A custodial Universal Transfer to Minors Account, or UTMA, can be used to start a savings program for a child. The UTMA structure gives a custodian control over the investments and distributions of an account until the child turns 18 and legally becomes the owner of the account assets. While a UTMA also carries some tax benefits, those benefits are limited.
Contributions to a UTMA can be made by anyone, at any time, in any amount. However, contributions are not tax-deductible. Additionally, there is a limit as to how much you can put into a UTMA in any given year without triggering gift taxes. As of 2015, this limit was $14,000 per person. Amounts deposited in a UTMA above this per-person limit, which is indexed for inflation and subject to change annually, could be taxed at a rate as high as 40 percent. Gift tax is payable by the donor, not the recipient, and requires the filing of a federal gift tax return.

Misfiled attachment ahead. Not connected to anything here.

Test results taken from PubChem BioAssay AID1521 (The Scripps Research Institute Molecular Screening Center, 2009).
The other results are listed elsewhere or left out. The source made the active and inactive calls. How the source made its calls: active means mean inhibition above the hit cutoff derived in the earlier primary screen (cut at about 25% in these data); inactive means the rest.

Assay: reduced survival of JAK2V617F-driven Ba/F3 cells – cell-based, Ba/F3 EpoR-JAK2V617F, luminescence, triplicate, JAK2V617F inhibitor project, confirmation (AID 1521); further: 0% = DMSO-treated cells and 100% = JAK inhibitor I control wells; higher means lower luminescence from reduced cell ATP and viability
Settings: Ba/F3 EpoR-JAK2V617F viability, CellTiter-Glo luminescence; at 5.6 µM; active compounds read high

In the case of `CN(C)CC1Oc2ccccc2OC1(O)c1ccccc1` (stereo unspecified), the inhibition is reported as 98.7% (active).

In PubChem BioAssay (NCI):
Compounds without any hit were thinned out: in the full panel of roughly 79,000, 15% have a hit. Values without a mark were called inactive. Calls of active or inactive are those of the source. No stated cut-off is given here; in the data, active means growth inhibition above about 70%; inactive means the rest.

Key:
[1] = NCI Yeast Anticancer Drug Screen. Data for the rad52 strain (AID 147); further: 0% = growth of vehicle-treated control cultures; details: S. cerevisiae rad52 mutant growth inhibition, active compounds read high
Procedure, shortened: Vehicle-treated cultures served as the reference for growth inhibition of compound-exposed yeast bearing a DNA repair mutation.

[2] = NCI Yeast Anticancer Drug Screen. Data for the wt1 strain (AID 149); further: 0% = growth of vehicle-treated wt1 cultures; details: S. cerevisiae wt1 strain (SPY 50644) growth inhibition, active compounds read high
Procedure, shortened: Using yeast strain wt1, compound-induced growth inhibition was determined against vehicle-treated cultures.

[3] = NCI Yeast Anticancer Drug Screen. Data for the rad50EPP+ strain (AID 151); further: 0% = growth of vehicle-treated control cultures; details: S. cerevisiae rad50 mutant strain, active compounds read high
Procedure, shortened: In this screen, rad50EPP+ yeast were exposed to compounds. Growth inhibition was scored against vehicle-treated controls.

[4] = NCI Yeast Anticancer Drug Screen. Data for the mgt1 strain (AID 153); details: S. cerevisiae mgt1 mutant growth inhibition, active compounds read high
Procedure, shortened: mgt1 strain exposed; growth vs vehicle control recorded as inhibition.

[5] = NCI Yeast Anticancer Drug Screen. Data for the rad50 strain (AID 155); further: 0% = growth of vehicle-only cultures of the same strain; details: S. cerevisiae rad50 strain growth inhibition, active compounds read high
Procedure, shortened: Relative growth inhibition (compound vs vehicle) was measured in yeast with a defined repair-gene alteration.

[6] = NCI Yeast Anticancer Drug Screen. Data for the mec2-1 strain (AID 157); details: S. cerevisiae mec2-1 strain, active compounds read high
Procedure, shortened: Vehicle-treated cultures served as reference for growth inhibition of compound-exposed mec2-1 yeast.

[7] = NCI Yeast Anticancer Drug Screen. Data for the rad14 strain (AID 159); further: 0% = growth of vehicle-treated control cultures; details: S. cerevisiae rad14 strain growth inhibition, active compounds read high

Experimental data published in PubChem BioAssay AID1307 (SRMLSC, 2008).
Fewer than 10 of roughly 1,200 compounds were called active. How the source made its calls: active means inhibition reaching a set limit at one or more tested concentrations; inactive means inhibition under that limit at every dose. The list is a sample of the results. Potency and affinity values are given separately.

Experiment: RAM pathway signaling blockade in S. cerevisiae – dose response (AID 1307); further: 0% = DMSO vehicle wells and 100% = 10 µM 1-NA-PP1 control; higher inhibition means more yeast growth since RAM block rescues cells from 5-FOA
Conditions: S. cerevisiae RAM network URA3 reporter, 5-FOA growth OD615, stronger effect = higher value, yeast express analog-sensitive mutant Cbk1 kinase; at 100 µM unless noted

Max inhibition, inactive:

One of the main benefits of a UTMA is that part of the income generated in the account is tax-free, and some of it is only taxed at the child's rate. Since most children are in a lower tax bracket than their parents, earning money in a UTMA can result in some tax savings. However, the amount of income you can shelter from higher taxes comes with some restrictions. For 2015, the first $1,050 of a child's income in a UTMA is tax-free. The amount from $1,050 to $2,100 is taxed at the child's rate. Any income earned above those amounts is taxable at the parents' top tax rate.
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The tax structure applicable to UTMAs is known as the "kiddie tax." However, the kiddie tax extends all the way until a child turns 19, or 24 for children who are full-time students whose earned income doesn't exceed half of their annual expenses. The kiddie tax only applies to unearned income, such as money earned from investments. Earned income is taxed at the child's rate, regardless of their age or the amount they earn.